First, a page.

Condo development fees could double next year
Proposed hike in charges could also hit buyers, developers warn
Building a condo in Toronto could get far more expensive by next summer due to a proposed bump in development charges that would nearly double those fees.
It's a possibility that experts warn could drastically cool the city's hot real-estate market.
If approved by council's executive committee next month, the prices for some building permits would jump to more than $23,000 for a two-bedroom apartment. That's up from the roughly $12,400 the developers currently have to pay.
The additional costs that would take effect next year would likely be passed down to buyers and change what they'd consider to be affordable, developers warn.
That's troubling news for Zack Fraser, who's looking to buy a condo in King West.
Lowest development charges in GTA
"As somebody who's young and looking to buy a place, it's already really hard to do that, so I couldn't imagine prices going up much more," he said.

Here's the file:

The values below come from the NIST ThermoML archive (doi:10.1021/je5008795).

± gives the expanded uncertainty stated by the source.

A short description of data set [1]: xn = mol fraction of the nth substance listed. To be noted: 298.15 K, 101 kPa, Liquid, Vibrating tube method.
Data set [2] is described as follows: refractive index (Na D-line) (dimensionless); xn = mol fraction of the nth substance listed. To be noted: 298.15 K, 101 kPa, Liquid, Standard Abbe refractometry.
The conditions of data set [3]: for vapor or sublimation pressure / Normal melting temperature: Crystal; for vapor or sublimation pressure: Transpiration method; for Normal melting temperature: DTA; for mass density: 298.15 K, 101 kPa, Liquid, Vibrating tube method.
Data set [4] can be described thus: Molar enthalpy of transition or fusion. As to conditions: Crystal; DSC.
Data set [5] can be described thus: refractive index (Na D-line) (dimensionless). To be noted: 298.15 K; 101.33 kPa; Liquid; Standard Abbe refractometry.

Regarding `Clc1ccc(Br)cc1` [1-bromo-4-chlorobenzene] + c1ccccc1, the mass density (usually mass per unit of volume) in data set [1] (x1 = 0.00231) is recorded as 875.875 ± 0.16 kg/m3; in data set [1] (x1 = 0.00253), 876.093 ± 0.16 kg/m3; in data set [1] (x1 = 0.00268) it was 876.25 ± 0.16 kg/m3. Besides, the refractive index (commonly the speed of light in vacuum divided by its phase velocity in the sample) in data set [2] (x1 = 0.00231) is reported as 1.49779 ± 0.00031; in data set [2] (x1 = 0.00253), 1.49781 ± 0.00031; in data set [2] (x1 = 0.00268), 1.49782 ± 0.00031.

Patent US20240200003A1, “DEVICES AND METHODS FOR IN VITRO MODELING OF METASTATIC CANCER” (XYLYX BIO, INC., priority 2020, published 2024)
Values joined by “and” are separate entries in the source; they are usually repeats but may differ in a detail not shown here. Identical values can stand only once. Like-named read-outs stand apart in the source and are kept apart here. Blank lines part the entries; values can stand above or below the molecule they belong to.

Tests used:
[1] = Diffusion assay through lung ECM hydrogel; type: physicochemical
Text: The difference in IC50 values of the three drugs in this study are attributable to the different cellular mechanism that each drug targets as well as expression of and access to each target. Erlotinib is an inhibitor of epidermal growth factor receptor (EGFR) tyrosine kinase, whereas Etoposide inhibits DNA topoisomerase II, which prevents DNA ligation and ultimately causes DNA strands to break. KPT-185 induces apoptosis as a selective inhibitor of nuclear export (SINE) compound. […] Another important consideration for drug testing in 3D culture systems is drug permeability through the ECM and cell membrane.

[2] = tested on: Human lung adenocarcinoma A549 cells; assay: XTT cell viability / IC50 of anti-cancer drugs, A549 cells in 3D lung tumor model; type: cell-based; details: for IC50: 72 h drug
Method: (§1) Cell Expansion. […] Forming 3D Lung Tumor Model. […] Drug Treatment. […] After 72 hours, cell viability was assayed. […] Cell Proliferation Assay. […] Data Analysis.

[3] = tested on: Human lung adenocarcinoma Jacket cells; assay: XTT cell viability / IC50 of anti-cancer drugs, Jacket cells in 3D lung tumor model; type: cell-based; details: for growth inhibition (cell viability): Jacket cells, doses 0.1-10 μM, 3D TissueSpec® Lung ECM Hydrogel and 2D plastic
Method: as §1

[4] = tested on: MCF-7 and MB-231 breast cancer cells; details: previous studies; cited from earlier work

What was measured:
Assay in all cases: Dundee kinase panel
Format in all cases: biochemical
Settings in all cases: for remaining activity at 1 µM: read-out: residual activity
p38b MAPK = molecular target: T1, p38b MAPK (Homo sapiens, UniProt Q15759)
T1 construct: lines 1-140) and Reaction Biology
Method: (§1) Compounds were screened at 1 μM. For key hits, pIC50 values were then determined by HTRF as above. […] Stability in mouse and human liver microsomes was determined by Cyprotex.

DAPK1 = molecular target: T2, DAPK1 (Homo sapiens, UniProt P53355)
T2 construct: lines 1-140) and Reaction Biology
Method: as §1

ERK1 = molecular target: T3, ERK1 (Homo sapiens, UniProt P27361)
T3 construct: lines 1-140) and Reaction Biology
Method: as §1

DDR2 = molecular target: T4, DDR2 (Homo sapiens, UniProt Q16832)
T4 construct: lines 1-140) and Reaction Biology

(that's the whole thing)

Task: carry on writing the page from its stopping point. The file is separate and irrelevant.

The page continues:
'Overall, we have to pay for this infrastructure and we're building a lot of condos and if we don't build the infrastructure, then we're going to be [having] serious problems in 10 years.'—Mayor Rob Ford
Development fees in Toronto are the lowest in the GTA right now.
Coun. Adam Vaughan understands that with the city's condo market booming as it is, there may be a need to raise the charges to keep up with infrastructure needs. Even so, he questions some of the details of the proposal for the new fees.
"Just doubling them is such a blunt idea that it could actually do damage to a lot of people," he said.
Buyers will also be hurt by the changes, according to Brad Lamb, a condo developer.
Executive committee meeting next month
"Either a developer buries the taxes in the price so when they sell a condo for you for $300,000, that includes the taxes, so you're paying the taxes," he said. "Or, with my company, we expose the taxes so at the end of the project when the buyer buys, they've signed a contract for $300,000 plus these costs."
The proposal would phase in the increased fees in February, then again in July.
The matter will go before a public meeting of the executive committee next week.
Mayor Rob Ford said Wednesday he was looking forward to a good discussion.
"Overall, we have to pay for this infrastructure and we're building a lot of condos and if we don't build the infrastructure, then we're going to be [having] serious problems in 10 years," he said.
Ford said he believes that even with the proposed increase, Toronto would still have the lowest development charges in the GTA.
With files from the CBC's Natalie Kalata